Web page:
The role of wages in the pick-up of inflation

Prepared by José Emilio Gumiel and Elke Hahn

Published as part of the ECB Economic Bulletin, Issue 5/2018.

In current forecasts and projections, a pick-up in labour costs is considered an important precondition for a sustained increase in underlying inflation. However, the signals provided by different labour cost indicators have been mixed for some time. While wage growth as measured by compensation per employee or by compensation per hour worked has clearly strengthened over the past two years, unit labour cost growth, i.e. wage growth adjusted for productivity growth, has remained rather flat over the same period (see Chart A). This begs the question: which labour cost indicators provide the relevant signal for the pass-through to, and the outlook for, underlying inflation? This box tries to shed some light on this issue by analysing the transmission of two different types of macroeconomic impulse, namely certain kinds of supply and demand shock, in the context of the New Area-Wide Model, and by comparing the results with the patterns of development observed in the recent past.[1]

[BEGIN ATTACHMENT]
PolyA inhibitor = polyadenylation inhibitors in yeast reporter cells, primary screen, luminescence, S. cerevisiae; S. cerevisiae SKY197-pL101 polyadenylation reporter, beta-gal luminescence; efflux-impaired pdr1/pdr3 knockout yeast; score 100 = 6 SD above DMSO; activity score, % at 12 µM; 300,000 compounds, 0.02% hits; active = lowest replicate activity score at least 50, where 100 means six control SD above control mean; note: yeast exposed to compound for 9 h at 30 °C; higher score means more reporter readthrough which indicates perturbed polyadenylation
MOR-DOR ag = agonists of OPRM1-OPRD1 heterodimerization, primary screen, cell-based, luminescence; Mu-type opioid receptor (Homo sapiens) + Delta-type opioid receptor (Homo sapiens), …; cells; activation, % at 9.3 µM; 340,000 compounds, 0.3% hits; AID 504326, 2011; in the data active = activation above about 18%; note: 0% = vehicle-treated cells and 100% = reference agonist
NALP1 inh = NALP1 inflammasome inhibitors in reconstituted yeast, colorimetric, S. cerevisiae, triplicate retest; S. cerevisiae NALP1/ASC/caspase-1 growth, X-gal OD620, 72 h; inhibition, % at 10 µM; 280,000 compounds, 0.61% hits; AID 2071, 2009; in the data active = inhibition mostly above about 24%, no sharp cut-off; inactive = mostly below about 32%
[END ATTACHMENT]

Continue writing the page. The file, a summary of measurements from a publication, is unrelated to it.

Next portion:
Chart A

Compensation per employee/hour worked and unit labour costs

(year-on-year percentage changes)

Sources: Eurostat and ECB calculations.

A typical negative supply shock in the labour market lifts both wages and unit labour costs but dampens profit margins in the short run. Chart B shows the impact of a supply shock in the labour market[2] from the New Area-Wide Model on the GDP deflator, a measure of underlying inflation, and its components. The supply shock implies a pick-up in wages and thereby increases companies’ costs and prices. This leads to a reduction of demand, output and employment. The decline in employment is typically smaller than that in GDP, implying a decrease in labour productivity.[3] This decrease adds to the accumulating price pressures from wages and implies an increase in unit labour costs beyond that of wages. Companies facing a downward-sloping demand curve and price-setting rigidities will only partly and gradually pass the cost increases through to prices, with profit margins acting as a buffer. The observable patterns of responses to the supply shock hence show an increase in both wages and unit labour costs, whose impact on price pressures is partly buffered by decreasing profit margins.

Chart B